A judge in Edmonton has found Travis Vader guilty of second-degree murder in the deaths of two Alberta seniors. Lyle and Marie McCann vanished six years ago after they headed out on a camping trip.
Here is a timeline with some key events in the case:
July 3: Lyle and Marie McCann are last seen fuelling up their motorhome in their hometown of St. Albert, north of Edmonton, for a trip to Abbotsford, B.C.
July 5: The burned-out motorhome is discovered in the bush near Edson, about 200 kilometres west of St. Albert. Mounties phone the couple’s home and knock on the door. Officers later explain that they weren’t alarmed because vehicles are often found burning in the bush and it’s not unusual for people to be away from home during the summer.
July 10: Trudy Holder calls RCMP when her parents fail to show up in Abbotsford. Mounties start searching for the couple.
July 13: Two people go to the RCMP detachment in Prince George, B.C., and report having spotted a green Hyundai Tucson like the one the McCanns were towing behind their motorhome, but they are rebuffed. Mounties later issue a public plea for the tipsters to return.
July 16: RCMP announce that the SUV the couple was towing has been found off a bush trail near Edson. Officers name Travis Vader as a person of interest in the case and release his photo.
July 19: Vader is arrested on outstanding warrants on unrelated charges.
July 20: A judge declares the McCanns dead so their wills and estates can be processed.
Dec. 22: Vader is sentenced to 33 months in prison for arsons and break-ins in the Whitecourt, Mayerthorpe and Barrhead areas of Alberta in 2009. He gets credit for time served but is kept in custody on other charges.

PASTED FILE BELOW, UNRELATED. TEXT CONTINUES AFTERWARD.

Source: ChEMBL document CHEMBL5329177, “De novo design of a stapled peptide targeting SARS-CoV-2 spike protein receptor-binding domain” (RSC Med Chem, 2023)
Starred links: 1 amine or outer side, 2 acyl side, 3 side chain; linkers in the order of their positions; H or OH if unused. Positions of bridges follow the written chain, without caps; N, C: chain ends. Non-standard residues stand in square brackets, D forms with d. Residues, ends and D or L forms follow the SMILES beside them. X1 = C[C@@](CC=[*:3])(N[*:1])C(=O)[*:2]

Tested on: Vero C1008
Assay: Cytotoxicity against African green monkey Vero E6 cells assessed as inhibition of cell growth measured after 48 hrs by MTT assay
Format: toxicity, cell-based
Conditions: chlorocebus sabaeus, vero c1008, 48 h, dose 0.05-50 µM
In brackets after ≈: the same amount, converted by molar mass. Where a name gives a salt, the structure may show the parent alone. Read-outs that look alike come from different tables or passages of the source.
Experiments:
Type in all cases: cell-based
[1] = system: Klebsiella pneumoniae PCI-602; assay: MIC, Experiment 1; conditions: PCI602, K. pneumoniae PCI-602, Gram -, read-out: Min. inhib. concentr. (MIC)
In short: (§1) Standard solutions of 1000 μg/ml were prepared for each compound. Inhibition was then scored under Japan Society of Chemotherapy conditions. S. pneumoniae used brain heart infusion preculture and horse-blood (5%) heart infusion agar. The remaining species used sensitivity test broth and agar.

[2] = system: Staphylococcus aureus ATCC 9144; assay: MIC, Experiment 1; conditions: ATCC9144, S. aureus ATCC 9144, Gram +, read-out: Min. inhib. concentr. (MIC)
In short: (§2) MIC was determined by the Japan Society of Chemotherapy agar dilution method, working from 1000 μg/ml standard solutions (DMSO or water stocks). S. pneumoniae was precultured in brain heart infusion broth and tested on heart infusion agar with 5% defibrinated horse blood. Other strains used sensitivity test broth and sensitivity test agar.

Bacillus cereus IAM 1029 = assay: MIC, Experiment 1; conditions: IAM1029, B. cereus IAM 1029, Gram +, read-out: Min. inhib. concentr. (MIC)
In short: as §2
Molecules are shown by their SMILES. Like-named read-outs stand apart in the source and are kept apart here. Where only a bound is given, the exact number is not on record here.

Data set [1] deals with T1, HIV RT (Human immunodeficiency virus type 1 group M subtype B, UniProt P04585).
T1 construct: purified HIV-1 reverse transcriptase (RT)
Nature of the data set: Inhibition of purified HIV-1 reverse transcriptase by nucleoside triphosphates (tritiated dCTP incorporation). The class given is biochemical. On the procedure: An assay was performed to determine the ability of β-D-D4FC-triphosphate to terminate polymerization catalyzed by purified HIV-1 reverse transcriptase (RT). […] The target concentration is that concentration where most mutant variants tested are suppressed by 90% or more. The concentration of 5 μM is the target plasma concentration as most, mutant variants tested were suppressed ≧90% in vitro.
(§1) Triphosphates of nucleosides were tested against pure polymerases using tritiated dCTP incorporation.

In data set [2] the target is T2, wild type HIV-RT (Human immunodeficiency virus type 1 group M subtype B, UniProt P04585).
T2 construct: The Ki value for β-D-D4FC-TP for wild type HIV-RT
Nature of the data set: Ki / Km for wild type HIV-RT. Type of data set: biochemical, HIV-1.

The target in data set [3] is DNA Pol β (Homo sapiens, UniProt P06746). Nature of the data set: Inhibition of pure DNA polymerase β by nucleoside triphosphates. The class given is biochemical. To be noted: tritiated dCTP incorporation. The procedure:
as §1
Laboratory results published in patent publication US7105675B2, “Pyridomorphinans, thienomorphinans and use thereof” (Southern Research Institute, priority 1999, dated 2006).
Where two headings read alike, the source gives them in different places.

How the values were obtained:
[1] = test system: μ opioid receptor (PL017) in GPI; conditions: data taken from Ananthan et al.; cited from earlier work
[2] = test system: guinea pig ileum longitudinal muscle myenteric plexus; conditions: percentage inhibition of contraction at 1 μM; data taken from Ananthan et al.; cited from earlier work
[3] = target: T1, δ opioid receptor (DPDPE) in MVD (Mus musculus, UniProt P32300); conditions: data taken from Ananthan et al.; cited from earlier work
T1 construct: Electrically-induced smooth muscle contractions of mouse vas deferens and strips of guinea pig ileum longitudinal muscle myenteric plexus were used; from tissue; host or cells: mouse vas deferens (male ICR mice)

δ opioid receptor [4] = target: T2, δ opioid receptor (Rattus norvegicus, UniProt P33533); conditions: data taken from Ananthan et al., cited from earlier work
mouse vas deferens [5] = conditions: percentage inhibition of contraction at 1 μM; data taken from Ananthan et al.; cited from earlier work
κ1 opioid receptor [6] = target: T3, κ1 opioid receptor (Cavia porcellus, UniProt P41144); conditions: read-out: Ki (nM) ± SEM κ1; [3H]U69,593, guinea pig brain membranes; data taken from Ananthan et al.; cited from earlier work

April 18: Vader is charged with first-degree murder in the deaths of the McCanns.
May 1: Vader is convicted of drug trafficking, theft and weapons offences in the Barrhead area in June 2010.
Oct. 19: Before Vader can be sentenced, a judge declares a mistrial because evidence was not properly disclosed to the defence. Justice June Ross cites the RCMP as “negligent” and orders a new trial.
READ MORE: Travis Vader murder case heading to trial
Feb. 7: Vader files a lawsuit against the RCMP and justice officials claiming they kept him behind bars on trumped-up charges until he could be charged with murdering the McCanns. He had faced charges related to passing off a forged employment letter in court, but they were dropped.
March 19: Crown prosecutor Michelle Doyle issues a stay on the murder charges, days before the trial is to begin, after discovering Mounties failed to disclose all evidence to lawyers. The RCMP later make changes to the way disclosure is handled in major investigations.
April 22: Vader files another lawsuit alleging misconduct by RCMP, malicious prosecution by the Crown and mistreatment by prison guards.
Oct. 8: Vader is found not guilty of the previous drug, theft and weapons charges after a second trial. He pleads guilty to failing to comply with a 2010 court order and is sentenced to one day of time served. He is released from custody for the first time in four years and tells reporters his treatment by the justice system has been a “witch hunt.”